Cape Cod National Seashore Chief Ranger Leslie Reynolds warned at a news conference that the powerful predators are coming close enough to shore to be a concern for swimmers.
And Gregory Skomal, a prominent shark scientist with the state Division of Marine Fisheries, says he tagged three great whites circling a whale carcass earlier this month as his research team began its work for the season.
Great whites have been coming to the Cape in greater numbers each summer to prey on the region’s large seal colonies. Most tend to favor the Atlantic Ocean-facing beaches where seals tend to congregate, but researchers have found them off nearly every part of the Cape.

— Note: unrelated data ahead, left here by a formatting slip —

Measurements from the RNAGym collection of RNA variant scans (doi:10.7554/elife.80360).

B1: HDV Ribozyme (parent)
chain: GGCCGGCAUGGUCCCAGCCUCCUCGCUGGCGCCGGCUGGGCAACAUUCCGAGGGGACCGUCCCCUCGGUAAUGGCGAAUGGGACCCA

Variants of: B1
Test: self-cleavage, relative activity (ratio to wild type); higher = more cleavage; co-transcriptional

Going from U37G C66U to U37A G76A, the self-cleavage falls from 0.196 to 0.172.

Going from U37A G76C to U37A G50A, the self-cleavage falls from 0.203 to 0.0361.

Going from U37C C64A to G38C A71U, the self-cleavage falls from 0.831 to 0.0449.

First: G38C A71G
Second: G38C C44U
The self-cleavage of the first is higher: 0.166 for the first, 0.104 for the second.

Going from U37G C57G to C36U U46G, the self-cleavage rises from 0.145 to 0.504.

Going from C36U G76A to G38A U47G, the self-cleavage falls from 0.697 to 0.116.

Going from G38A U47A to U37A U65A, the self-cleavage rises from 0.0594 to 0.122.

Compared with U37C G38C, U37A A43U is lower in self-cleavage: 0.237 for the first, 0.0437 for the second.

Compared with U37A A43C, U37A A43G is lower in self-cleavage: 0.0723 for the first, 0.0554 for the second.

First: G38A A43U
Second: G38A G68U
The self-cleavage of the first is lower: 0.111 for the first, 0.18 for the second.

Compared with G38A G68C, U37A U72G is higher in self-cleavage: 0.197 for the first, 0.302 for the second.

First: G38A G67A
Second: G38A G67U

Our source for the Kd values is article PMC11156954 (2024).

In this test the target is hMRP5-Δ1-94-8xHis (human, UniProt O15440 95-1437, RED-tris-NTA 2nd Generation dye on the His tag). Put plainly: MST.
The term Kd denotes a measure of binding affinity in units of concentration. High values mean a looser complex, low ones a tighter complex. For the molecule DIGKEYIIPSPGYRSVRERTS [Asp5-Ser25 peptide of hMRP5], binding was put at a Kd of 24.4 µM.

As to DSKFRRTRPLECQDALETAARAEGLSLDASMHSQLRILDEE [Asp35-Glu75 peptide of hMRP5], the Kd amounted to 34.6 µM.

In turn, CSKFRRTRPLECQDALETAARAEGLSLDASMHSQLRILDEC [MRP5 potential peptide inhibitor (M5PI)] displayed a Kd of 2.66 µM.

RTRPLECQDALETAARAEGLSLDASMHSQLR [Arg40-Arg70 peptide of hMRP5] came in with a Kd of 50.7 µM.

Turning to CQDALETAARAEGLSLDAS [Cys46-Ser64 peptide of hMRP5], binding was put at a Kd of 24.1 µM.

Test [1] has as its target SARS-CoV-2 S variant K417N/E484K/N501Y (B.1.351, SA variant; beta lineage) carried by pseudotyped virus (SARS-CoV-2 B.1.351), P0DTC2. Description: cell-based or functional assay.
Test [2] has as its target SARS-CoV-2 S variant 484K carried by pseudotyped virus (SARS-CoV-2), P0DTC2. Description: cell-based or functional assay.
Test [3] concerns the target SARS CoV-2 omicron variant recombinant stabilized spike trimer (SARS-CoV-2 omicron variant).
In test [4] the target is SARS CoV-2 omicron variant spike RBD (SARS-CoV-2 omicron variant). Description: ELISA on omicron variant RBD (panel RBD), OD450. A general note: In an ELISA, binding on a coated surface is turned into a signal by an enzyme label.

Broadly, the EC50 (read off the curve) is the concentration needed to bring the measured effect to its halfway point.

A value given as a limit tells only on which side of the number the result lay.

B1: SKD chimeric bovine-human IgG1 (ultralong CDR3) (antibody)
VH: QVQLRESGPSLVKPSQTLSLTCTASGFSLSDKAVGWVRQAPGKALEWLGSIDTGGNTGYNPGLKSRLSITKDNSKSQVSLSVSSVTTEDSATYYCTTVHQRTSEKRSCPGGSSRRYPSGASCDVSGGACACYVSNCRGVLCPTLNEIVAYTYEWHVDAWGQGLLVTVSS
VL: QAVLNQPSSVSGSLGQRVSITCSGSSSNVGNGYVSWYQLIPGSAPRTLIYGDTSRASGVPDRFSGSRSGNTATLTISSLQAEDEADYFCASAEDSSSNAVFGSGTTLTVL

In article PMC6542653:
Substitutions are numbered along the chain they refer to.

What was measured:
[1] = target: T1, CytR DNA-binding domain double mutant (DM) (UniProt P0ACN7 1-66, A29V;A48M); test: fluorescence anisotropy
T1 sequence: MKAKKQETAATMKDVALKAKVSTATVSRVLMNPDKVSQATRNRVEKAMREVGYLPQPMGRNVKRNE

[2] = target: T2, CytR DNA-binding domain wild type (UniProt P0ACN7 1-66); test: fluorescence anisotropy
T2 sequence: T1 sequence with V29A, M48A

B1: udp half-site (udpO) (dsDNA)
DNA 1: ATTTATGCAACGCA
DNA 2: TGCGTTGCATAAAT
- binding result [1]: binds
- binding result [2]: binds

Local residents concerned about the booming shark population, meanwhile, say they'll boost their efforts to help protect swimmers this summer.
More pilots have volunteered to radio in shark sightings as they fly over the peninsula, said Heather Doyle, co-founder of Cape Cod Ocean Community, a local group that advocates for white shark surveillance and detection measures.
The Atlantic White Shark Conservancy, a Chatham-based research group, is also offering its Sharktivity smartphone app, which allows users to report and track shark sightings.